Noon Position: 22 50.06N, 125 35.93W
Course/Speed: SE 1 – 2
Wind: E 6
Sail: All plain sail
Sea: Very lumpy from SE
Sky: Clear with cloud at all horizons
Cabin Temp: 82
Water Temp: 76
Miles last 24-hours: 88
Miles since departure: 1113
If it is true that all great literature is, at base, an extended complaint, then could I write you such a book right now! Only the sailor knows how crazy-making (not to mention, hard work) is that teasing, on-again-off-again wind.
Which, in my case, died right away after dinner. More cautious after my batten pin failure of yesterday, I took in sail, put on the anchor light, and hit the sack. But the swell rolled Mo sick. Clang, bang. Sleep, impossible. Began motoring slowly at midnight more as a defensive move; I could put Mo’s head into the swell and at least she was quite.
Wind came out of the ESE at 6am and built to 15 knots within a couple hours. We romped off close hauled. The weather charts suggested we should, hosanna!, pick up steady wind today. Would this be our ride to the line? Man, this could be it! Monte broke out a cigar and made himself an espresso.
By noon the wind had eased to 6 knots. Two hours later, becalmed. Monte spat. “In my country, we do not do it like this.”
I took two reefs in both sails and sheeted them in tight, this so as to ease our rolling, then got on with the day’s major event: bathing, specifically, my first head and beard wash since departure. Cool salt water in a big red bucket in the cockpit, shampoo, and dunk away. Then a clean shirt and a few rolls in my (not clean) trouser bottoms–summer attire.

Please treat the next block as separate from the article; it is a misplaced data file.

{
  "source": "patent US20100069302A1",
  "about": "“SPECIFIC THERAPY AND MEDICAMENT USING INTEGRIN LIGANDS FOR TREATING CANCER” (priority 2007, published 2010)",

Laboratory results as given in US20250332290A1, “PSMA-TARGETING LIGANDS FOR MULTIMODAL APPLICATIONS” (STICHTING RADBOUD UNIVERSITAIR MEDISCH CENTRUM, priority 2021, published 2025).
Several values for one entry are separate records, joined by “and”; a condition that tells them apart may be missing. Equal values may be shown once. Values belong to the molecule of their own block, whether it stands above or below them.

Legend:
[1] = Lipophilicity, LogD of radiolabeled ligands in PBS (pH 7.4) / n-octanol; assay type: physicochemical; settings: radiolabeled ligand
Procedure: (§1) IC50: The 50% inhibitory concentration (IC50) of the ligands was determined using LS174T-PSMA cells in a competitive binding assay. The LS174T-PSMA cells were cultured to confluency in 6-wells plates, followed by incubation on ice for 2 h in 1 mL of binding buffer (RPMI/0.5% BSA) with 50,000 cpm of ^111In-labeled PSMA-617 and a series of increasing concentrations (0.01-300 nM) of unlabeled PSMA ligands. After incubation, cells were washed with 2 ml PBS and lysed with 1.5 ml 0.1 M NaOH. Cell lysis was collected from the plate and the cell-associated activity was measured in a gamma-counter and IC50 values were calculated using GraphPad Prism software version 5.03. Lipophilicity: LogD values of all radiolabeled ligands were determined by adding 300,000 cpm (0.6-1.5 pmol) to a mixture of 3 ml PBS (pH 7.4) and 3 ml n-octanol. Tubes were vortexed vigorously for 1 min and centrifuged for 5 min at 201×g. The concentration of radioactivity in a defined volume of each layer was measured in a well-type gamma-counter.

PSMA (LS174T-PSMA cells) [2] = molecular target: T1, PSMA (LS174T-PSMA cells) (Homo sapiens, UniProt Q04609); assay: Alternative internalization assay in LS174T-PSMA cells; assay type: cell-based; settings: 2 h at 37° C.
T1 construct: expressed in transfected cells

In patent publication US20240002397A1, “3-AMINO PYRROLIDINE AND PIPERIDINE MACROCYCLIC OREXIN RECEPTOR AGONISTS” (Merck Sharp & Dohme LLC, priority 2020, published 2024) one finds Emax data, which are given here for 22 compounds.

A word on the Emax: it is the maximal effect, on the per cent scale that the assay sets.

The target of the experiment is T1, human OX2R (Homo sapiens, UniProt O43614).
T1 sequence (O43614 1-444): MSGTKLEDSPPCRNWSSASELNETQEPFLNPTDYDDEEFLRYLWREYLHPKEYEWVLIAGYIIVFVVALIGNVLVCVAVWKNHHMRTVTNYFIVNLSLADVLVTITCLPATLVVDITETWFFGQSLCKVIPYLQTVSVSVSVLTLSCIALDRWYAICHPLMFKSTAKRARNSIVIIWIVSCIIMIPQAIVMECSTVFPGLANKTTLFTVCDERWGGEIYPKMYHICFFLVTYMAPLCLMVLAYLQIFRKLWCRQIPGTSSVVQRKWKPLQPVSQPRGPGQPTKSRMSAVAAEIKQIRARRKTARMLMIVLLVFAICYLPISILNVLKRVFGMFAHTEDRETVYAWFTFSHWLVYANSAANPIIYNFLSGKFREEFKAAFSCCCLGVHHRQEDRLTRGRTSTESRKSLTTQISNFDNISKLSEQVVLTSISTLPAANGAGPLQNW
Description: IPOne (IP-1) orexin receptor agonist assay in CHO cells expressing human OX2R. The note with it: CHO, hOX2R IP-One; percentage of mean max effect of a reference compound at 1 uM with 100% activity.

Revitalized, I dug out the pilot charts. It’s been nagging me for days, this idea that my course down 125W to the ITCZ took me into seasonal high pressure. Did I not see that coming? My route planning, to be fair, had been done two years ago and was based on a September, and later, an early October departure. But Cornell’s OCEAN ATLAS showed that at our current postion west of Cabo, I could expect northeasterly winds to Force 4 *seventy percent* of the time on average.
Good. Not crazy. Just unlucky.
This fact checking seems to have embarrassed Neptune, for within the hour we had 15 knots NE. As I type we are bettering 7 knots with wind on the beam.
Will *this* be our ride to the line?
Breakfast, a big pancake taco filled with two scrambled eggs and cheese (these pancakes are a real hit with the crew). Lunch, a bell pepper and a can of Dolmas. Dinner, lentil stew with rice. A beer.